I notice that typical ham rotator loops involve an unsupported loop that
is perpendicular to the mast, and attached at top and bottom. It seems
to me that this means a lot of flexing through 360 degrees, and in the
wind. I have also noticed that TV station remote trucks seem to use
another solution for their rotating dishes - they wrap a few turns of
coax loosely around the mast, so that a one-turn rotation only slightly
loosens or tightens the wrap. Seems like this would be a better, more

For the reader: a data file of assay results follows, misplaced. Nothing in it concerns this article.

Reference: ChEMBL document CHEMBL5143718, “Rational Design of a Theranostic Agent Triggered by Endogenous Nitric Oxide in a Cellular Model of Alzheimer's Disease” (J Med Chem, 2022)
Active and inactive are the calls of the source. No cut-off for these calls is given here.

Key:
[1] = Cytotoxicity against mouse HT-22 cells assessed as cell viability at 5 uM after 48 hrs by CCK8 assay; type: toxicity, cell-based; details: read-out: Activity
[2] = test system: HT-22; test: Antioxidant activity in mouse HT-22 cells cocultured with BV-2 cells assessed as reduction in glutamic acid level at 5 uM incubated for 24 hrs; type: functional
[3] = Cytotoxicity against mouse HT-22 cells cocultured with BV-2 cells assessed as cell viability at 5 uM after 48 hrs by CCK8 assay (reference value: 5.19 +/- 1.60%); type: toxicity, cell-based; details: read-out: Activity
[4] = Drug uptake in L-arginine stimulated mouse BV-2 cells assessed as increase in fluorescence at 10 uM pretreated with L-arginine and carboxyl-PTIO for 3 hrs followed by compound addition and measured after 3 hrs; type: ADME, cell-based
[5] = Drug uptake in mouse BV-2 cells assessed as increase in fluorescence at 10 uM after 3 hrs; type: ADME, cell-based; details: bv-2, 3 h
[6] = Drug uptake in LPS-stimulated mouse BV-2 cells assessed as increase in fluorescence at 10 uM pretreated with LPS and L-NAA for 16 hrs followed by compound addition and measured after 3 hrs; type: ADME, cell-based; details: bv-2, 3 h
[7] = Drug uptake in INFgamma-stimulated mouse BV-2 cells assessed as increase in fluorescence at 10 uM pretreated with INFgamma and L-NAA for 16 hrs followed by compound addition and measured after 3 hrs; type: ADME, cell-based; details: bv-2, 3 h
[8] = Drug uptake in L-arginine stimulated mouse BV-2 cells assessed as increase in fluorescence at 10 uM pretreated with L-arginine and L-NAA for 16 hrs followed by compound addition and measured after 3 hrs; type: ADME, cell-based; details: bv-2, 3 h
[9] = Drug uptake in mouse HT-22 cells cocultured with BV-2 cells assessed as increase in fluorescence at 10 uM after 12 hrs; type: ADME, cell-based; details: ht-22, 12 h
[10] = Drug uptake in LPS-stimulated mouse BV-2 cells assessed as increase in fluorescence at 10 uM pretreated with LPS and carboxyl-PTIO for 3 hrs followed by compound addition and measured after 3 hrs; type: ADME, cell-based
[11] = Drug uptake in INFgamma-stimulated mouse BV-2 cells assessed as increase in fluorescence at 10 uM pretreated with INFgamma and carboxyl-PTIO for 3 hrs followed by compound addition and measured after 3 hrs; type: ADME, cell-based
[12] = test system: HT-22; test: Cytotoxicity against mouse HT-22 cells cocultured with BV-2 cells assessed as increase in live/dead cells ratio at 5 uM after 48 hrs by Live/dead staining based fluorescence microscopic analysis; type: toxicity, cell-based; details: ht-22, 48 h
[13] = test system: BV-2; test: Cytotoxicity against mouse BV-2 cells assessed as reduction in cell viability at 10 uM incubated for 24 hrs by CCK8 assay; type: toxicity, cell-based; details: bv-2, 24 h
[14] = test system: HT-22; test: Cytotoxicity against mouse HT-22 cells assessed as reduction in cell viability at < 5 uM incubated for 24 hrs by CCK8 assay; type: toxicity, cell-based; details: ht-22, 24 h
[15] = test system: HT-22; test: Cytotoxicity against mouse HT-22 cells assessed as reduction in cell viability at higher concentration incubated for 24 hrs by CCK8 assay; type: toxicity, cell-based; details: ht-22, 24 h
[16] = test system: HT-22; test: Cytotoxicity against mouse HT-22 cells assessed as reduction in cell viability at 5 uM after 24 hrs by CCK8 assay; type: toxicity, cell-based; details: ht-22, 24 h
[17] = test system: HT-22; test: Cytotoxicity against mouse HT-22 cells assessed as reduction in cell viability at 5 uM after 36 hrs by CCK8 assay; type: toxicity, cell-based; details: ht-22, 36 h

durable practice for ham installations too.
73, Pete N4ZR
The World Contest Station Database, updated daily at www.conteststations.com
The Reverse Beacon Network at http://reversebeacon.net, blog at
On 2/26/2010 8:45 PM, Rick Karlquist wrote:
> Even if you obey the minimum bend radius, the coax
> can fail from metal fatigue or dielectric flow.
> What might be best is to use very flexible coax
> but put it inside a fairly inflexible piece of hose
> or tubing. Then you never approach the bend
> radius of the flexible coax.
> Rick N6RK
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